Author Topic: Starter Timing  (Read 410 times)

Offline In The Sand

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Starter Timing
« on: January 16, 2014, 09:06:26 AM »
I know there are two schools of thought on when to pitch starters, but for the sake of this topic I want to pitch my starter when it is at high kraeusen.  I'm using two new vials of WLP001 to pitch into a 1.066 IPA (slightly underpitching I know, but I don't have a large enough flask to do bigger and don't want to buy another vial of yeast).  I plan to make the starter using 200 grams of DME to equal a 2 Liter starter.  Starter will be on a stir plate at around 67*F temperatures.  Do you think it will be at high kraeusen within 24 hours?  I use this technique from JZ's Yeast book.

EDIT:  And will it have enough time in 24 hrs to reproduce to close to the amount of yeast I'll need?
« Last Edit: January 16, 2014, 09:19:26 AM by In The Sand »
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Offline Steve in TX

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Re: Starter Timing
« Reply #1 on: January 16, 2014, 09:28:14 AM »
When I do it the way you are proposing, I make the starter late into the evening the night before and pitch in the early evening the next day. So I guess it would be between 16-20 hours.

Offline a10t2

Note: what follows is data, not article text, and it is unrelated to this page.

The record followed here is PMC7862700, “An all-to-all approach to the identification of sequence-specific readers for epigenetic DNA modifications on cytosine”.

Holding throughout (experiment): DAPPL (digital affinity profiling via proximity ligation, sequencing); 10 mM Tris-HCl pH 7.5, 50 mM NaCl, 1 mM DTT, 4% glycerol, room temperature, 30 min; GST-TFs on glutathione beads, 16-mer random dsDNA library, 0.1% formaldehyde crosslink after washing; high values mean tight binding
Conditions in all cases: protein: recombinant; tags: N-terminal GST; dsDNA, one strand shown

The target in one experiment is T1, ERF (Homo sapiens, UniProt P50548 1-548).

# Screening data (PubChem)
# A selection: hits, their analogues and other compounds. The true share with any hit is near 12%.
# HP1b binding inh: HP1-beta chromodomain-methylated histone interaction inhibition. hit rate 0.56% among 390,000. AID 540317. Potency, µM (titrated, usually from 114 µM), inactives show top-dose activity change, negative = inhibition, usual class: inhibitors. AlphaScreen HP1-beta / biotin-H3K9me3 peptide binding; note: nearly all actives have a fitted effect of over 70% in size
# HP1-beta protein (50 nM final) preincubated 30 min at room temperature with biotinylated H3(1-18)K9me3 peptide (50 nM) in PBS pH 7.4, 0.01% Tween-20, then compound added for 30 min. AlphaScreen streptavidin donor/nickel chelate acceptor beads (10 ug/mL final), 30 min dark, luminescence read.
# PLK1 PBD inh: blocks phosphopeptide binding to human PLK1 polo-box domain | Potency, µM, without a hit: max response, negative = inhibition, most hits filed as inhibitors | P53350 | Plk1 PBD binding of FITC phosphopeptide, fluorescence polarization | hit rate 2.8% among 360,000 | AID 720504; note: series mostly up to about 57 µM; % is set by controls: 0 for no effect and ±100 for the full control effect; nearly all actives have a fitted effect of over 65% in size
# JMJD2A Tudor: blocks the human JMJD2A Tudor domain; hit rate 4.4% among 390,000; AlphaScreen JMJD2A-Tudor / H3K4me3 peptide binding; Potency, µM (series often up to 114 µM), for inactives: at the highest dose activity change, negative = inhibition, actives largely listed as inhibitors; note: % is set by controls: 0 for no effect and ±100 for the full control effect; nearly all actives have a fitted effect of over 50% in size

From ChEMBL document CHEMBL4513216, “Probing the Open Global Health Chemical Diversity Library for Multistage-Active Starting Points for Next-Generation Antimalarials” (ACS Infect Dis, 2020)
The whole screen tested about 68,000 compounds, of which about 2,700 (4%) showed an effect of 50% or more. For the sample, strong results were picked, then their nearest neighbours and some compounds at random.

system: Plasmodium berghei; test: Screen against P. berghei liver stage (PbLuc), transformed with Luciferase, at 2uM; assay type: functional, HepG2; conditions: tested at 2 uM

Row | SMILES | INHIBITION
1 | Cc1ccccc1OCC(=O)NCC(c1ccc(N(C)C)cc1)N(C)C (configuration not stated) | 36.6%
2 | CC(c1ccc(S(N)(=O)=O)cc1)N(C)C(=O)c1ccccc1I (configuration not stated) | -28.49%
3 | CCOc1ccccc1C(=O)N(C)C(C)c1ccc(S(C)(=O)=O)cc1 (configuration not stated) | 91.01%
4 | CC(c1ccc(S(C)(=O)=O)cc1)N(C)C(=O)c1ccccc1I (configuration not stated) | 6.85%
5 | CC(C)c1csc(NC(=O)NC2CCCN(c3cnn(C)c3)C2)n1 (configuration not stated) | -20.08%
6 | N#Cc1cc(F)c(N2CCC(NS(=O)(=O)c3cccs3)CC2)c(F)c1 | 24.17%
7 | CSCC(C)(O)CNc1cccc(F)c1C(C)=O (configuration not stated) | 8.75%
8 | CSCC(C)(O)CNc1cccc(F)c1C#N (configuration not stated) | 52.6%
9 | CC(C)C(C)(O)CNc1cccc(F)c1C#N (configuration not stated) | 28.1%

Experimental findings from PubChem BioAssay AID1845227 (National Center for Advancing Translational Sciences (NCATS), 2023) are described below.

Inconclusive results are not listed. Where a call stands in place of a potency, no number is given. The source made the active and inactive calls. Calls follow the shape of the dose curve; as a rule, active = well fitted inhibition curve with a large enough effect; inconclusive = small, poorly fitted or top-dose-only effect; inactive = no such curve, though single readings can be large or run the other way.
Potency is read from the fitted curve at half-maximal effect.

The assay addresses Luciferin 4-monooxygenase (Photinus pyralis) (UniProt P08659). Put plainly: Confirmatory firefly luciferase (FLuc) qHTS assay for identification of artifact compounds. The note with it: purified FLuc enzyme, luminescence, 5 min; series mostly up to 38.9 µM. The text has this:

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Re: Starter Timing
« Reply #2 on: January 16, 2014, 12:46:11 PM »
If the vials are fresh, you don't really need to increase cell count. Assuming this is a 5-6 gal batch, you'd want around 250 billion cells versus around 200 billion in two vials.

To activate the yeast, I'd just boil and chill a liter or so of tail runnings and get that on the stir plate until you're ready to pitch.
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Offline In The Sand

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Re: Starter Timing
« Reply #3 on: January 16, 2014, 01:12:30 PM »
If the vials are fresh, you don't really need to increase cell count. Assuming this is a 5-6 gal batch, you'd want around 250 billion cells versus around 200 billion in two vials.

To activate the yeast, I'd just boil and chill a liter or so of tail runnings and get that on the stir plate until you're ready to pitch.